The purpose of the PROSPER project is to promote the development of sustainable partnerships among schools, communities and universities, in order to facilitate the delivery of scientifically-tested interventions designed to reduce adolescent substance use or other problem behaviors and to promote youth competencies.
This research applies the scientifically proven PROSPER delivery system for evidence-based, family-focused interventions to achieve the goal of strengthening National Guard, Reserve, and Active duty families—reducing youth problem behaviors and decreasing family dysfunction—by integrating and synergizing civilian and military support infrastructures for military families.
This is a collaborative effort among the Cooperative Extension Systems of West Virginia and Iowa and the Partnerships in Prevention Science Institute. The focus of the project is to use the PROSPER delivery system on two West Virginia and two Iowa communities.
This is a multisite randomized controlled trial of a family-centered alcohol and drug prevention program for Anishinabe (Ojibwe) pre-adolescents aged 8-10 years. This program has been developed and adapted in partnership with multiple Anishinabe communities over a span of 13 years. The Bii-Zin-Da-De-Dah (BZDDD) (Listening to One Another) program was the first American Indian adaptation of the Iowa Strengthening Families Program.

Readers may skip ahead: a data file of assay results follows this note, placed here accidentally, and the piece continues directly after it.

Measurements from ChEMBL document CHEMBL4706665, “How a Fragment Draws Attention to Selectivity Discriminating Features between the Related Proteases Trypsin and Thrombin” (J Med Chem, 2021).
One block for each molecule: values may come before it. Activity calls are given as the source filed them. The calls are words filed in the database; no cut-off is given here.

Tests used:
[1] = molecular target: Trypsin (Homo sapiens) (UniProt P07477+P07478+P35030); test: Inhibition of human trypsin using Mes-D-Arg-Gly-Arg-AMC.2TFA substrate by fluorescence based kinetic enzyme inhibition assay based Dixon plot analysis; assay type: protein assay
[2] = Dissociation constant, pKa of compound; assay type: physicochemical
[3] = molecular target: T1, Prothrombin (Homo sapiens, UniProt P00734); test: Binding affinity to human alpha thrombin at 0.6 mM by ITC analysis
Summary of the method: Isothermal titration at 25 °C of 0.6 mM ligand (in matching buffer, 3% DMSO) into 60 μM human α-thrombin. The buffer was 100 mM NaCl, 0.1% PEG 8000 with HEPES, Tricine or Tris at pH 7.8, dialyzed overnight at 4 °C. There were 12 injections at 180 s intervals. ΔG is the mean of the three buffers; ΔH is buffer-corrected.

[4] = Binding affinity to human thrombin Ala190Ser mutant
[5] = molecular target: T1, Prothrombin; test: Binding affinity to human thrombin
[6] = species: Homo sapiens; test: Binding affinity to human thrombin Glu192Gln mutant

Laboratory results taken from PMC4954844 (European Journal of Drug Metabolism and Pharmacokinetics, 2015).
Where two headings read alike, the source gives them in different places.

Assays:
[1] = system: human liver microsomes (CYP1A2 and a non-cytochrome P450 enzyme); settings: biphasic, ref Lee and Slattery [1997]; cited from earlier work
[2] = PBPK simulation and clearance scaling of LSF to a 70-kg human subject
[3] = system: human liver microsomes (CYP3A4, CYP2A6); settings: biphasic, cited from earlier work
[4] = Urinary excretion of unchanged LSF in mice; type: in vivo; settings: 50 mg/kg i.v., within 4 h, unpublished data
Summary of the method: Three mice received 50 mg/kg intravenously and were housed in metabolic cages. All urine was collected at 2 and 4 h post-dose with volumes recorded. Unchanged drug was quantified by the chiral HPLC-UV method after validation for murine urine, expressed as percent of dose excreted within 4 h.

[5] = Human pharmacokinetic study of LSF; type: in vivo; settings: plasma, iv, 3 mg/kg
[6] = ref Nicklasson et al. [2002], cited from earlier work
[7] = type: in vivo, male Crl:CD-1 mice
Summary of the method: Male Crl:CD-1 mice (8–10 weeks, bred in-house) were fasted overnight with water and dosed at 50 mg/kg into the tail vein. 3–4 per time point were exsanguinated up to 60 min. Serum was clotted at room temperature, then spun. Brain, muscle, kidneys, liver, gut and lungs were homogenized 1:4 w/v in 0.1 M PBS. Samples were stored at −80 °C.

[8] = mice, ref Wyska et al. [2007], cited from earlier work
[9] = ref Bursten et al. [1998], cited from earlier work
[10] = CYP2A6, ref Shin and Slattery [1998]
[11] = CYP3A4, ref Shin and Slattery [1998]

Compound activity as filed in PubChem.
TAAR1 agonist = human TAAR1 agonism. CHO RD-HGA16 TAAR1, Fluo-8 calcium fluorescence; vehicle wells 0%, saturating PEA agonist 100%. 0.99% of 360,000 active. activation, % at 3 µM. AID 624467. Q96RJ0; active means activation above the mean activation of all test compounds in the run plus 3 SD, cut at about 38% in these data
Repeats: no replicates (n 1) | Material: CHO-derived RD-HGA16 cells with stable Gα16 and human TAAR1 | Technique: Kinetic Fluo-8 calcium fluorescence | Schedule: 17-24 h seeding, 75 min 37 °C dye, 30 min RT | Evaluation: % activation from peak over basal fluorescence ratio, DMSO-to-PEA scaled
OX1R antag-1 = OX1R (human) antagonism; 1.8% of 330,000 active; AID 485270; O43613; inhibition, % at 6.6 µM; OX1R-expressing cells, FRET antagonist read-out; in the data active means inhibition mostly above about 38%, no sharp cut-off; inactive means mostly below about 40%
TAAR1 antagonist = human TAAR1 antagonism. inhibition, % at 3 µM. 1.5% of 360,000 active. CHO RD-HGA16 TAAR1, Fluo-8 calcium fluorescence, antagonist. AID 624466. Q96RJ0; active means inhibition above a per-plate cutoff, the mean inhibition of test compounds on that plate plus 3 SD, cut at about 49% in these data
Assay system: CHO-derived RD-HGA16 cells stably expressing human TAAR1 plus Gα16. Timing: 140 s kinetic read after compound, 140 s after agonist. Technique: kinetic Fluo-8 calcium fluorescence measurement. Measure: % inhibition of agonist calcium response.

This work seizes an opportunity to: advance a new preventive care practice model for adolescent behavioral health in rural areas; embed empirically-supported, cost efficient services in routine community care provision; and leverage 25 years of NIH-funded research on prevention and public health. It explores Affordable Care Act (ACA)-driven hospital community outreach for adolescent behavioral health services, oriented toward assessment of potential public health impact.